Skorting the Issue~

So, as everyone can see, I’ve kind of been on a skorty kind of kick lately.  I thought I’d share a bit what pattern I use and how I do it.   In order to show what they look like without the panel change I usually do, I made today’s skort exactly according to pattern width (I still lengthened them because we really don’t “do” shorts around here and they’d definitely be shorts otherwise.)

Ingredients:

Simplicity # 2910

Simplicity # 2910

Pattern- Simplicity “It’s So Easy”  2910

Fabric- Well, it’s either lightweight twill from fabric.com a couple of years ago or from Baby Nay fabric I bought on an eBay buy a couple of years ago.  I’m starting to doubt myself.  If anyone knows, I’d love to correct myself.  The selvedge isn’t very um… illuminating.

Fabric of slightly unknown origin

Fabric of slightly unknown origin

And from those, I made…

Andra’s new skort set!  As I said, the skirt flap is exactly to pattern.  I added 7″ length to the pattern, and cut out left over fabric to applique onto the shirt.  It looks really cute.  Now the flap, on Andra, goes all the way to  the side of her bum cheeks so it is well covered but I’d prefer it almost hitting the side of the shorts.

Panel widened 3

Panel widened 3"

So, normally, like on this picture, I would add 3″ to the width of the panel in order for it to come around the sides a bit better.  And, as previously mentioned, on both girls, I added 7″.  Jenna needed more like 9″, but I was running out of fabric so I decided the world needed to see her knees.

I also didn’t have enough fabric for a back flap on Jenna’s but I did on Andra’s.

Back flap present and accounted for!

Back flap present and accounted for!

The back flap looks like this.

Now, seriously, these are the fastest and easiest things in the world to make.  I didn’t take step by step pictures but I can give step by step instructions.

  1. Cut out all three pieces according to the pattern.  If preferred, lengthen the skort to just below the knee (much longer and it really does restrict movement a bit requiring more alterations than I want to go into right now.)  Also, if preferred, on the front edge of the panel, widen 2-3″ all the way down that side keeping it STRAIGHT.  If you want a back flap, cut 2 instead of one like they say.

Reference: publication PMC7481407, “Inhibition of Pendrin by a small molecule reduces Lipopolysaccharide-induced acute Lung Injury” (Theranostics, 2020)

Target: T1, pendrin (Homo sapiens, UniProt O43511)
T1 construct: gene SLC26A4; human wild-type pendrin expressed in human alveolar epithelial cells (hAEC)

2. Serge and hem or just hem the straight side and bottom of panel.
  3. Sew the front and back crotches.  Remember that the deeper one is always the back.  Mark it if you’re afraid you’ll have trouble seeing it once the panels are on.
  4. Serge those crotches.  (That just sounds so wrong but I’m tired and hot and not about to rethink how to word it.)
  5. Sew the panels to the front and back along the side seams and the top where the waist is.  Serge or finish the seam in some other way.
  6. Sew the side seams and finish the edge.
  7. Sew and finish the edge of the inseam

    Ease of activity!

    Ease of activity!

  8. Hem the bottoms of the shorts.  I always start at the side seam, stitch around to the other end, and stop just short of the flap.  I hand whip a bit if it has more than 1/4″ of open seaminess.  (That also sounds just so… seamy.  Wow this is a racy blog.  Oh yeah, the boat fabric.  Regatta.  Gotcha.)
  9. Serge the edge of the top (or stitch down 1/4″ and 3/8″ from the top and use pinking shears to stop fraying.
  10. Fold over 1″ and sew close to the edge leaving at least 3/4″ for the elastic.
  11. Thread 3/4″ elastic through the casing.  Overlap the elastic ends, zig zag and then straight stitch well, and stitch up the opening.  I prefer to stick a smidge of grosgrain ribbon in there in order to show which side is the back.

Voila.  One finished skort.  Enjoy!

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